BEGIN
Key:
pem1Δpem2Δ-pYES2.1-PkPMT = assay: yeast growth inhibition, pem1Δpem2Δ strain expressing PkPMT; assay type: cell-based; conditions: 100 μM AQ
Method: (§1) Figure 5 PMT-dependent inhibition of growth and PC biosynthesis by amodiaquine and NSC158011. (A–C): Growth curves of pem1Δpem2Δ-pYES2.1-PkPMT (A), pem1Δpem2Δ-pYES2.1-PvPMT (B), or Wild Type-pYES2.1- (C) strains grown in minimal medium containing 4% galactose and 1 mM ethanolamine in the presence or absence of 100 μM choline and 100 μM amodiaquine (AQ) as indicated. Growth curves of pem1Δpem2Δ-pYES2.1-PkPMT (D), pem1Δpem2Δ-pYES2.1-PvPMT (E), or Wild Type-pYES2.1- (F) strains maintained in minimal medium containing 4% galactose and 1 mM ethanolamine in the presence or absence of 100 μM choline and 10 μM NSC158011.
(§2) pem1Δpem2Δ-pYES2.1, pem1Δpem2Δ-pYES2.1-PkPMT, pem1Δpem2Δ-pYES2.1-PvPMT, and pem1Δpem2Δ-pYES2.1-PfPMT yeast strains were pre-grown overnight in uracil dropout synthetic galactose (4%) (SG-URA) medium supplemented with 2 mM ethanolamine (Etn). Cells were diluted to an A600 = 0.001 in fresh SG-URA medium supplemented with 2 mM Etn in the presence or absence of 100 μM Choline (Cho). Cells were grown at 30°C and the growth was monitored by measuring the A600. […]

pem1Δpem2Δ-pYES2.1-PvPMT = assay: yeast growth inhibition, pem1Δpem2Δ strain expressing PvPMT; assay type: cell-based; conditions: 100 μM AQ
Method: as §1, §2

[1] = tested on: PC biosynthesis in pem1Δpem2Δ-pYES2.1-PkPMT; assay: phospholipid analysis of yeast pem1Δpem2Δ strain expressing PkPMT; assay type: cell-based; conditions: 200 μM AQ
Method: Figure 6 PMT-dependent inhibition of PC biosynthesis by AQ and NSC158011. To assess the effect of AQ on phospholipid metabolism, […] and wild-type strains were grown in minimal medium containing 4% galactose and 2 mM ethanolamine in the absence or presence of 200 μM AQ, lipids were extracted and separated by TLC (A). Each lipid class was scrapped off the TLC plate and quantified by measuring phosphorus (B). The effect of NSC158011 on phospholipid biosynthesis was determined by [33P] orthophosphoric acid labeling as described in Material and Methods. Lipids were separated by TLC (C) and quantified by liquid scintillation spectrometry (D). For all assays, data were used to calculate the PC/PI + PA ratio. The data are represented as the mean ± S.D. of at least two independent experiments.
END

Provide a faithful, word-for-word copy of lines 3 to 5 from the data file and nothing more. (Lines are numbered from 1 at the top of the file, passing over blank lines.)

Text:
Method: (§1) Figure 5 PMT-dependent inhibition of growth and PC biosynthesis by amodiaquine and NSC158011. (A–C): Growth curves of pem1Δpem2Δ-pYES2.1-PkPMT (A), pem1Δpem2Δ-pYES2.1-PvPMT (B), or Wild Type-pYES2.1- (C) strains grown in minimal medium containing 4% galactose and 1 mM ethanolamine in the presence or absence of 100 μM choline and 100 μM amodiaquine (AQ) as indicated. Growth curves of pem1Δpem2Δ-pYES2.1-PkPMT (D), pem1Δpem2Δ-pYES2.1-PvPMT (E), or Wild Type-pYES2.1- (F) strains maintained in minimal medium containing 4% galactose and 1 mM ethanolamine in the presence or absence of 100 μM choline and 10 μM NSC158011.
(§2) pem1Δpem2Δ-pYES2.1, pem1Δpem2Δ-pYES2.1-PkPMT, pem1Δpem2Δ-pYES2.1-PvPMT, and pem1Δpem2Δ-pYES2.1-PfPMT yeast strains were pre-grown overnight in uracil dropout synthetic galactose (4%) (SG-URA) medium supplemented with 2 mM ethanolamine (Etn). Cells were diluted to an A600 = 0.001 in fresh SG-URA medium supplemented with 2 mM Etn in the presence or absence of 100 μM Choline (Cho). Cells were grown at 30°C and the growth was monitored by measuring the A600. […]

pem1Δpem2Δ-pYES2.1-PvPMT = assay: yeast growth inhibition, pem1Δpem2Δ strain expressing PvPMT; assay type: cell-based; conditions: 100 μM AQ